“A routine, $80 tooth extraction might have saved him.

“If his mother had been insured.

“If his family had not lost its Medicaid.

“If Medicaid dentists weren’t so hard to find.”

Just how bad is this access-to-care issue for the poor and underserved?

The North Carolina Medical Journal reports that out of the 100 counties in North Carolina, there are many as 40 counties where there is no dentist willing to serve a Medicaid patient.

Dental Medicaid, as you know, is the dental insurance program designed by the state and federal government to pay for dental treatment for low-income individuals.

Fewer than one in three Medicaid recipients sees a dentist each year. 

Why don’t more dentists sign up for Medicaid? One of the reasons that dentists don’t sign up for Medicaid is because of the low reimbursement rates, which range from 35 percent to 85 percent of what the dentist charges based on the 2007 National Dental Advisory Service median. 

An active Medicaid dentist (as defined by the Division of Medicaid Assistance) is one who receives at least $10,000 in Medicaid reimbursements per year. 

Jennifer Bell charged you to give four hours per month to serve communities with limited access to care. I have even a bolder charge this afternoon. Before I give you my charge, let me tailor it a bit. I know that many of you will be in associateships where your owner dentist decides your patient make-up. I know that many of you will be in specialty programs and residencies. But when the time comes that you are the decision-maker, I boldly charge you to consider providing at least $10,000 per year in care to Medicaid recipients in the state of North Carolina.

What a wonderful way to say thank you to the citizens of North Carolina who have made it possible for you to receive the most premier dental education in the nation.

In the examples that follow, I’ve using the DDS class. However, I would also challenge specialists who are graduating to do the same, because if patients have trouble accessing a general dentist, they really have problems accessing a specialist. For the dental hygiene and dental assisting graduates, consider joining a practice which allows you to give back to the community.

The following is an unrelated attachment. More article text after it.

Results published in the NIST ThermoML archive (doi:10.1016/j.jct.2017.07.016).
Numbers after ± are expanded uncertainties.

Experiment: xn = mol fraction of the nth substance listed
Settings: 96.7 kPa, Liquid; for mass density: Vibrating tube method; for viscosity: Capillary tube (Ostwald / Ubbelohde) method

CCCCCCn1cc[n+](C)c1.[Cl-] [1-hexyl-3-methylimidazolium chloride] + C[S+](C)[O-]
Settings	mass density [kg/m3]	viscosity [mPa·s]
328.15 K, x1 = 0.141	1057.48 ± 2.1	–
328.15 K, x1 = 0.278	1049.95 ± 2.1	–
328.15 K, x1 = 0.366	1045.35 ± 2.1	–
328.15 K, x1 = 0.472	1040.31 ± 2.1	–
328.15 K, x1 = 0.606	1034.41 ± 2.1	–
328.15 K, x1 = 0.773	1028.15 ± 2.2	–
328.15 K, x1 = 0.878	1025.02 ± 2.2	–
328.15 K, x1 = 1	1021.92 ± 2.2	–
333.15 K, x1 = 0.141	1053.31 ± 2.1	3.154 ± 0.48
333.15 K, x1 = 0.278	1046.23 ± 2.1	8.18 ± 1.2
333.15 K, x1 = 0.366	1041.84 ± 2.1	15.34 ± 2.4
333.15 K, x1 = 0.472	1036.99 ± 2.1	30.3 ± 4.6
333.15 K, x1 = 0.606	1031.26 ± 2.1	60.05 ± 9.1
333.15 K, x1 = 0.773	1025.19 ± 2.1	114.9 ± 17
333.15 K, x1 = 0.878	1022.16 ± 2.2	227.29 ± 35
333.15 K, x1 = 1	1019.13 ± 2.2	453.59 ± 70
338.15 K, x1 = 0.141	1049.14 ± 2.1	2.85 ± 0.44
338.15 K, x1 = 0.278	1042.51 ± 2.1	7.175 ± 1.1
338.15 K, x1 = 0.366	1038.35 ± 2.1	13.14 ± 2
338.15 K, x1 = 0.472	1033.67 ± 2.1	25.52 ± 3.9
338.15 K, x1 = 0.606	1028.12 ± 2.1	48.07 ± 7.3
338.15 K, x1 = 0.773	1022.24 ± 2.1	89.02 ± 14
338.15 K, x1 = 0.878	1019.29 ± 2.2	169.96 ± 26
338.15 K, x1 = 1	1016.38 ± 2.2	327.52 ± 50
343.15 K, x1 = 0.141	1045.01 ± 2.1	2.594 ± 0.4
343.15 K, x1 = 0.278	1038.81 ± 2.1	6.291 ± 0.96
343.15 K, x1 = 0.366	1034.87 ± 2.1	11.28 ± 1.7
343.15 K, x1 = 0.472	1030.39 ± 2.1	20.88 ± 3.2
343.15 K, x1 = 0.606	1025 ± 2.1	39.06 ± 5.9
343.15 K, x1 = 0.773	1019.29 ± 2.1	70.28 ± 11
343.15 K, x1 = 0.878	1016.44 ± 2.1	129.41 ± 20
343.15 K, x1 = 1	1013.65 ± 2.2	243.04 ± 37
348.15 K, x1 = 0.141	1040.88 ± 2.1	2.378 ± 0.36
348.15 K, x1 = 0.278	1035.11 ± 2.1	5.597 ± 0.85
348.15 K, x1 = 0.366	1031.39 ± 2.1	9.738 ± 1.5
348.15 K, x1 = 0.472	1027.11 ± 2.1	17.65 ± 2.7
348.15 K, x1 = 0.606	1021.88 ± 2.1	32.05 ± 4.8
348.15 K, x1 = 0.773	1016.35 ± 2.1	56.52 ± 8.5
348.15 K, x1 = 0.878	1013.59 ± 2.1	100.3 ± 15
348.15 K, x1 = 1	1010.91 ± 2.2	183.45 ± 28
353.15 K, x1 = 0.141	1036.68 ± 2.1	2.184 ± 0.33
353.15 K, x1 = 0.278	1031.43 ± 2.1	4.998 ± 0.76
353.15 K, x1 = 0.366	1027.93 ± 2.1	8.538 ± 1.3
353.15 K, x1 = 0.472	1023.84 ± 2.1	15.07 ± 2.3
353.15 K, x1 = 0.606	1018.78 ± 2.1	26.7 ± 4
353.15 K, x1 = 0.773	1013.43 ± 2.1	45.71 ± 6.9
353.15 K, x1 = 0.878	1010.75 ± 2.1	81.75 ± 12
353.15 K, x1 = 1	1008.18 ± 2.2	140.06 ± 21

Well, just imagine what happens if you accept my charge! That means that this class alone would provide over $800,000 worth of care to Medicaid recipients in a year’s time.

Since the average Medicaid patient receives about of $467 worth of dental treatment each year, your class would increase access to care for over 1,700 additional persons.  Assuming the classes below you did the same, you would increase access to dental care for almost 7,000 more Medicaid patients. What a wonderful legacy to leave.
 
You can have it all.  You can have a successful practice and still give back to your community.

I can hear you saying: “Dr. Harrell, this all sounds good and altruistic, and it’s giving me warm fuzzies, but you must be going bonkers! How can I make my annual production goals if I see any Medicaid patients? How would I combat the no-show problem? I can’t do it, I have too much debt.”

And I know, I know, some of your mentors have warned you against taking Medicaid, but if the tide against providing access to care is to change, it must change with you!

According to the 2005 American Dental Association Survey of Dental Practice, the average U.S. dental office has almost $600,000 in gross billings per year. Providing $10,000 in Medicaid care would come to less than 2 percent of gross charges per year.

You can have it all and still give back to your community!

I want to close with a poem entitled “A Dentist’s Prayer”:

Thank you, O God, for the privilege of being a dentist. 

For letting me serve as your instrument in ministering to the sick and afflicted,

May I always treat with reverence the human life which you have brought into being and which I serve,

Deepen my love for people so that I will always give myself gladly and generously to those stricken with illness and pain,

Help me to listen patiently, diagnose carefully, prescribe conscientiously and treat gently,

Teach me to blend gentleness with skill,

To be a dentist with a heart as well as a mind.



Posted: 04/22/2010